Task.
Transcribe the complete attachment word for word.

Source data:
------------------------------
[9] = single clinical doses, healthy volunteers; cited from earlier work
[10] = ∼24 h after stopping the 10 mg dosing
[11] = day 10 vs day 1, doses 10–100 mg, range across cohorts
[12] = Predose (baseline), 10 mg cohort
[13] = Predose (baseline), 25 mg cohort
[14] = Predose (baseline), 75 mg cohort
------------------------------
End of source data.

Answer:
[9] = single clinical doses, healthy volunteers; cited from earlier work
[10] = ∼24 h after stopping the 10 mg dosing
[11] = day 10 vs day 1, doses 10–100 mg, range across cohorts
[12] = Predose (baseline), 10 mg cohort
[13] = Predose (baseline), 25 mg cohort
[14] = Predose (baseline), 75 mg cohort